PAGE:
‘Limited Quantities’ Make Customers Angry
By George Anderson
It’s common legal wording. A retailer runs an ad on a promotion item and includes provisos such as “while supplies last,” “limited quantities,” or “no rainchecks,” to let consumers know there is not an endless supply of product and that sales are made on a first-come, first-served basis.
While the practice of running limited supply items at a really low, sometimes even loss leader, price can be very effective, it doesn’t make the consumers who were unable to
get the desired product any happier when they find out it is no longer available.
Such was the case with a consumer from New York State who went to a local Wal-Mart last Friday at 3 a.m. to wait outside for the store to open at five so he could buy a $398 HP laptop advertised by the retailer.
When the consumer, Greg DiNunzio, entered the store at 5 a.m., he asked a Wal-Mart associate where he could find the laptop. It was then he was informed they were already gone.
Mr. DiNunzio told the Times Herald-Record, “I said, ‘How can they be all gone? The rope hasn’t even been cut yet!’ She said, ‘Oh, we only had 22 of the laptops. Tickets were issued for them, and they’ve already been sold.’ “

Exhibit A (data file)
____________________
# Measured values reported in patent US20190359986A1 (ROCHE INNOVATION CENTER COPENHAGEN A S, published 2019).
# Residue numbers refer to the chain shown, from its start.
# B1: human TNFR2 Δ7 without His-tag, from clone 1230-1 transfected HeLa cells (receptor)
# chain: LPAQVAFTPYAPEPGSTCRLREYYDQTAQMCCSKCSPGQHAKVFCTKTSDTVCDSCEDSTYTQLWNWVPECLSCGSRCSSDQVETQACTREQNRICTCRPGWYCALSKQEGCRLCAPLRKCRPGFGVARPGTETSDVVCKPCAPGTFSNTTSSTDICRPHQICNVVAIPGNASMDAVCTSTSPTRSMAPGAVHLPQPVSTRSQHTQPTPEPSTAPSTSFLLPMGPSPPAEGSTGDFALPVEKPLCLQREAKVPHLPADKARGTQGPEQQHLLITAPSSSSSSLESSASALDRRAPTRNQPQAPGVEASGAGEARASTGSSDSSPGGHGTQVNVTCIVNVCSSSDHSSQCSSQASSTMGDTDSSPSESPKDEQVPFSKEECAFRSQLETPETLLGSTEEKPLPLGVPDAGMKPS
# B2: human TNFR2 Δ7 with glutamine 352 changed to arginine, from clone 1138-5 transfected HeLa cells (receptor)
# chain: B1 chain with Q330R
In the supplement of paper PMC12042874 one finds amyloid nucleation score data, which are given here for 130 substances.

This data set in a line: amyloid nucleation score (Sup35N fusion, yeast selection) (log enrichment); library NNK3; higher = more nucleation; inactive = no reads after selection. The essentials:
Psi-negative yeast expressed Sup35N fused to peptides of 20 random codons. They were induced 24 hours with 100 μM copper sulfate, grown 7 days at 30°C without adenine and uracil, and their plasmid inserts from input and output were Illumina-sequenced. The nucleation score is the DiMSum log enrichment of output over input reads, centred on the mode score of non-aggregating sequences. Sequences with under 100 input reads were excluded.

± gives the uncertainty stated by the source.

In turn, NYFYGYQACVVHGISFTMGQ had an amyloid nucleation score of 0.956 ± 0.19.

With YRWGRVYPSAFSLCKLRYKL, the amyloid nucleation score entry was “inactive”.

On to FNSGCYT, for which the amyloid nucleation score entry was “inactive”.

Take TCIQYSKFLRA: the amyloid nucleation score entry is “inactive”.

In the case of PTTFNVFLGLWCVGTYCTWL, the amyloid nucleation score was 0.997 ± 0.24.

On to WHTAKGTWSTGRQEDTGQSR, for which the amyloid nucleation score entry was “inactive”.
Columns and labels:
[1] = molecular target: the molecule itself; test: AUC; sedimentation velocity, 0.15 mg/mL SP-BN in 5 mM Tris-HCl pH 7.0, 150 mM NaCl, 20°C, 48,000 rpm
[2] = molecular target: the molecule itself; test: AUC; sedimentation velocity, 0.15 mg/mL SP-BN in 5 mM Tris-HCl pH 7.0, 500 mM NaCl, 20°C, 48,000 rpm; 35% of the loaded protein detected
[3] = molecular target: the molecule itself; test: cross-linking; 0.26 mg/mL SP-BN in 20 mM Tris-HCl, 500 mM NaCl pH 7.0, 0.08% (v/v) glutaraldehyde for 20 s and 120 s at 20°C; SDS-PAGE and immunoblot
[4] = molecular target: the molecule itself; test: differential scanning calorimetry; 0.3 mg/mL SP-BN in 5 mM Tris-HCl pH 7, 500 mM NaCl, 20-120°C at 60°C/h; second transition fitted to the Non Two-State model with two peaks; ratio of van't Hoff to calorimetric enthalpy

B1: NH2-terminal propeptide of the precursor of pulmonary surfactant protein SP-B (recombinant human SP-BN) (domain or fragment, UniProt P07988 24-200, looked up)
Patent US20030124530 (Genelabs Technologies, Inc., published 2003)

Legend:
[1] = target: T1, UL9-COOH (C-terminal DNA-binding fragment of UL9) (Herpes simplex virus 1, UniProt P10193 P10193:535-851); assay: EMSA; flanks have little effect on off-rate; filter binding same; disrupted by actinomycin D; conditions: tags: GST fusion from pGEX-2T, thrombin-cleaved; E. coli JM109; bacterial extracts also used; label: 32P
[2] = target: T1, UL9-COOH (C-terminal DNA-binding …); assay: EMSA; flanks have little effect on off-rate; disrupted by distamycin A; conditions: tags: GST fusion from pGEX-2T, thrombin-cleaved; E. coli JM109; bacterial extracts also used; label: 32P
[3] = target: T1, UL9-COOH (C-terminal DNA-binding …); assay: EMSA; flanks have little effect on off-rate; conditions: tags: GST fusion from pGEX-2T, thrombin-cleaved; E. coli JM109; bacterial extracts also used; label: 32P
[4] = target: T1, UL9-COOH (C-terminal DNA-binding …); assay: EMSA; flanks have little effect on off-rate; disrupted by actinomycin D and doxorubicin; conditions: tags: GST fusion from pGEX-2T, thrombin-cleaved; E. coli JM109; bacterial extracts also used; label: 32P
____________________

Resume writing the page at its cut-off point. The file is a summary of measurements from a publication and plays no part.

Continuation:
Sharon Weber, a Wal-Mart spokesperson, expressed regret but said the company was fair in how they handled the promotion.
“We only wish the best for our customers, and people are very sad when every customer can’t get the item that they want,” she said. “Promotional items came in limited quantities and that’s what our ad said – ‘while supplies last.’ We did the best we could with the numbers that we had to ensure a fair distribution to our stores.”
Mr. DiNunzio told the paper he plans to file a complaint with the New York Attorney General’s Office.
Moderator’s Comment: Do consumers accept out-of-stocks when it comes to limited quantity items or do retailers, in effect, do themselves more harm than
good by advertising such items? –
George Anderson – Moderator